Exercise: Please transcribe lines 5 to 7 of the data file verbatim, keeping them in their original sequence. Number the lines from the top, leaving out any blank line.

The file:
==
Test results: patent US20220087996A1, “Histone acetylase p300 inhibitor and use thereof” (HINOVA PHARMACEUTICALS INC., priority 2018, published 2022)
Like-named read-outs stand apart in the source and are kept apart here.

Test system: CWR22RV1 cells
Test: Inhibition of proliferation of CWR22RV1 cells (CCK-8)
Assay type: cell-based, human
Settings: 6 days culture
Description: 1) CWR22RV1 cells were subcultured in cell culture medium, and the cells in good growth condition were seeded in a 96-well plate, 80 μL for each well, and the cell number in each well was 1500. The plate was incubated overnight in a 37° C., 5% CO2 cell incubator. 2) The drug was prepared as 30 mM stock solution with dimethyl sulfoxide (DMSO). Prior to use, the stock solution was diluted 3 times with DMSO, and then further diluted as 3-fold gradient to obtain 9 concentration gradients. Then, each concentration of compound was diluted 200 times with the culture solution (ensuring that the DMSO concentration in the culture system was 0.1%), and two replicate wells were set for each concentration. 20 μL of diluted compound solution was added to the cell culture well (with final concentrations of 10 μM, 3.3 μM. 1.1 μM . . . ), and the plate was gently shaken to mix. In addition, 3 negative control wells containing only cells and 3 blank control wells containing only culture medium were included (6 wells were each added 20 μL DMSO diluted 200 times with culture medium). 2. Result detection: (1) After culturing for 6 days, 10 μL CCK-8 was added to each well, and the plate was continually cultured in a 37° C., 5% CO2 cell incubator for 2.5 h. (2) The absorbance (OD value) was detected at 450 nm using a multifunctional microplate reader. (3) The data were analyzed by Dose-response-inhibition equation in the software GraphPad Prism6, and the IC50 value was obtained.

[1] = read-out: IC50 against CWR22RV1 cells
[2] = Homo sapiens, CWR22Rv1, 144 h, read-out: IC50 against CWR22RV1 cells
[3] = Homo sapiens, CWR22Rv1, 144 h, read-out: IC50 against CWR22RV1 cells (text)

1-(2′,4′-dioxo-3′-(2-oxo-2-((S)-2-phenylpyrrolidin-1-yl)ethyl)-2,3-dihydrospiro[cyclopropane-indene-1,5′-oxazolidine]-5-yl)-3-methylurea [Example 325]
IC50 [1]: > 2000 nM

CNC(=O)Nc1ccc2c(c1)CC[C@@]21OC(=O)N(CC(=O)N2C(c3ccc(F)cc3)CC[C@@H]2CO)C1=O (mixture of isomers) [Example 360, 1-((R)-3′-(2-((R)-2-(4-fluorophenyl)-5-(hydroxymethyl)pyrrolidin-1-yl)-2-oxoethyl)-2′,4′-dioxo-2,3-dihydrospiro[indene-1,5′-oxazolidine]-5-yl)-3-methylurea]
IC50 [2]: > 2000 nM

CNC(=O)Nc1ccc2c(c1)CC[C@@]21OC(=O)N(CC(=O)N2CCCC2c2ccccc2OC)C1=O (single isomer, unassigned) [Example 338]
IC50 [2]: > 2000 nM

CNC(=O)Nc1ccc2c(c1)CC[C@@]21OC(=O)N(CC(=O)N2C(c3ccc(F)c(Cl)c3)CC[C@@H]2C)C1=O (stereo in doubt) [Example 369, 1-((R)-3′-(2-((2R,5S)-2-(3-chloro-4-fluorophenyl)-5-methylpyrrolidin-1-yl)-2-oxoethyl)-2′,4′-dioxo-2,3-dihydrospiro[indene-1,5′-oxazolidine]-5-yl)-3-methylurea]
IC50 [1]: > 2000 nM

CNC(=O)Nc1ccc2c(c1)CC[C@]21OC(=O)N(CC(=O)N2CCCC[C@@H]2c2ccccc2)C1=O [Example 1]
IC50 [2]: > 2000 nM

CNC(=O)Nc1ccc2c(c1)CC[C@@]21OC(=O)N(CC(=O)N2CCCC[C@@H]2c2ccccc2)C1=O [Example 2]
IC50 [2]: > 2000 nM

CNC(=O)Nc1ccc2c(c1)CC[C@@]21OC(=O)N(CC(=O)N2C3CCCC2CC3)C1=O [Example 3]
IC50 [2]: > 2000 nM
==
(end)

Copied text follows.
Assay type: cell-based, human
Settings: 6 days culture
Description: 1) CWR22RV1 cells were subcultured in cell culture medium, and the cells in good growth condition were seeded in a 96-well plate, 80 μL for each well, and the cell number in each well was 1500. The plate was incubated overnight in a 37° C., 5% CO2 cell incubator. 2) The drug was prepared as 30 mM stock solution with dimethyl sulfoxide (DMSO). Prior to use, the stock solution was diluted 3 times with DMSO, and then further diluted as 3-fold gradient to obtain 9 concentration gradients. Then, each concentration of compound was diluted 200 times with the culture solution (ensuring that the DMSO concentration in the culture system was 0.1%), and two replicate wells were set for each concentration. 20 μL of diluted compound solution was added to the cell culture well (with final concentrations of 10 μM, 3.3 μM. 1.1 μM . . . ), and the plate was gently shaken to mix. In addition, 3 negative control wells containing only cells and 3 blank control wells containing only culture medium were included (6 wells were each added 20 μL DMSO diluted 200 times with culture medium). 2. Result detection: (1) After culturing for 6 days, 10 μL CCK-8 was added to each well, and the plate was continually cultured in a 37° C., 5% CO2 cell incubator for 2.5 h. (2) The absorbance (OD value) was detected at 450 nm using a multifunctional microplate reader. (3) The data were analyzed by Dose-response-inhibition equation in the software GraphPad Prism6, and the IC50 value was obtained.